Corn futures are called 16 to 17 cents higher. Overnight trade at 6:45 am CT was 16 1/4 to 17 cents higher. Weakness in the dollar sparked a rally in commodity prices overnight. News of a European Union bailout for Ireland drove overseas and Dow Jones futures stock markets higher overnight. Gains could be limited by what is expected to be a bearish weekly export sales report. Pre-report estimates range from 20-28 million bushels, with 26.3 million bushels needed to stay on pace to reach USDA’s export projection.


 


Soybean futures are called 25 to 30 cents higher. Overnight trade at 6:45 am CT was 26 3/4 to 30 3/4 cents higher. The market has rebounded sharply overnight from the recent sell-off. Weakness in the dollar sparked a rally in commodity prices overnight. News of a European Union bailout for Ireland drove overseas and Dow Jones futures stock markets higher. Strong weekly export sales are expected to be reported again this morning. Trade estimates range from 29-40 million bushels. Only 11.1 million bushels are needed to stay on pace to reach USDA’s export forecast.


 


Wheat futures are 20 to 25 cents higher. Overnight trade at 6:45 am CT was 23 1/2 to 24 1/2 cents higher at the CBOT, 23 1/2 to 24 cents higher at the KCBT and 19 3/4 to 22 cents higher at the MGE. The sharp sell-off in the dollar and spillover support from corn and soybeans are supporting futures trade. The weakness in the dollar was sparked by news of a European Union buyout for Ireland. The weekly export sales report due out this morning is expected to range from 15-22 million bushels. Sales need to average 16.7 million bushels per week to reach USDA’s export forecast.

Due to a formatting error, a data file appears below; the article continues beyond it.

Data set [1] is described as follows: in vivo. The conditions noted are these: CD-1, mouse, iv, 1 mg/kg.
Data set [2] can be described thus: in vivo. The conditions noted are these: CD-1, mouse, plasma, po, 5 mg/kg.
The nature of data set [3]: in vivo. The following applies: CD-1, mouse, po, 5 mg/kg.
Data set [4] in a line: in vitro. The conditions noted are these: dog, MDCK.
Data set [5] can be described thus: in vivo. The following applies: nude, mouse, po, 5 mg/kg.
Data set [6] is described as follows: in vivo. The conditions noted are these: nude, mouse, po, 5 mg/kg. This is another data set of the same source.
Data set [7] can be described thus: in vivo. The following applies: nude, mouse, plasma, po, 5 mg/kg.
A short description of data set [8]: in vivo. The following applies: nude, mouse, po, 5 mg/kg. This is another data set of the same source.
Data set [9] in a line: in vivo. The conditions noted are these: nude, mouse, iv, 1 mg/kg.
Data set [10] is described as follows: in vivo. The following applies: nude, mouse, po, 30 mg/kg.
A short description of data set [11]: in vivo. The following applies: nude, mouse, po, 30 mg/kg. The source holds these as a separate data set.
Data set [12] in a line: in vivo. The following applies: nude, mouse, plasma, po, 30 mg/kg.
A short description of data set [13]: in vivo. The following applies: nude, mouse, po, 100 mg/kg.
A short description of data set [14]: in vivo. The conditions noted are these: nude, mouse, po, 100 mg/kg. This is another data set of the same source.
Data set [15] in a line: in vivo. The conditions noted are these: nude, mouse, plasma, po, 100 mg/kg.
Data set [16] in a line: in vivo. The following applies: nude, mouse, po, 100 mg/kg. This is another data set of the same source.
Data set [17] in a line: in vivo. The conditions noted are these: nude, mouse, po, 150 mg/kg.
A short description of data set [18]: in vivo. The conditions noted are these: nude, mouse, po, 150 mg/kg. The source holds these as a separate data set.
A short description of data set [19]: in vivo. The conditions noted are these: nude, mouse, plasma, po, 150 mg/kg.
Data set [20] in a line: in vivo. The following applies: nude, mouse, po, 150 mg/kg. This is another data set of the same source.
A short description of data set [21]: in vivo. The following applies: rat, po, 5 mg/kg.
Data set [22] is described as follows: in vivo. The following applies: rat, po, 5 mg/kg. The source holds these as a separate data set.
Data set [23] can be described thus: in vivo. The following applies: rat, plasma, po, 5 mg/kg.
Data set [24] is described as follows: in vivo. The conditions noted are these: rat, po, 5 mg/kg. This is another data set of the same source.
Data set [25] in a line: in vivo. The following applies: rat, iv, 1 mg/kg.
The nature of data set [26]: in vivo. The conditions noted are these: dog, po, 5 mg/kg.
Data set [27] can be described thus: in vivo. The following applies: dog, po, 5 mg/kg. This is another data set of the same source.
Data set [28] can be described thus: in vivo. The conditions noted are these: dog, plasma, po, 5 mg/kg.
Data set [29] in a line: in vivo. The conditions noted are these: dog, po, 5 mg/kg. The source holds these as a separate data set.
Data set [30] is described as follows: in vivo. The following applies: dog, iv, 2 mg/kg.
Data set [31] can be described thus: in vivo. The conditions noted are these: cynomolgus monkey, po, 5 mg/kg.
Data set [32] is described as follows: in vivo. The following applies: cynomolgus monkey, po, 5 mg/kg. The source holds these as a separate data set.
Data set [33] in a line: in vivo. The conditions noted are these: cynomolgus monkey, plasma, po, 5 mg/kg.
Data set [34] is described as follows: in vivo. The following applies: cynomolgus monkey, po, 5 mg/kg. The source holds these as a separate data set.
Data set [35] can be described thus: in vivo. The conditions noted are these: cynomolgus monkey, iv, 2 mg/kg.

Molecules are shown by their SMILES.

Cattle futures are called steady to mixed. Cash trade has developed this week at mostly steady money. Live trade was $98-$98.50 and dressed was $156-$157. With the smaller slaughter next week due to Thanksgiving, packers will need less inventory. Weakness in the dollar overnight is favorable for beef exports. Boxed beef prices were higher yesterday, but supplies are moderate to heavy while demand typically slows Thanksgiving week.  


 


Lean hog futures are called steady to lower. Pork cutouts were down 87 cents on Wednesday and cash markets were steady to lower. With packers having needs mostly covered for the week, steady to lower cash bids are expected again today. However, losses could be limited by ideas that slaughter weights have peaked. In addition, outside markets were supportive overnight. Weakness in the dollar will be favorable for pork exports.


 


Cotton futures are trading sharply higher. News of a European Union bailout for Ireland drove overseas and Dow Jones futures stock markets higher overnight and pushed the U.S. dollar lower. The rally in commodities has helped cotton bounce from the recent sell-off. At 6:30 am CT, December cotton was 399 points higher at 132.89 cents and March was 435 points higher at 128.50 cents.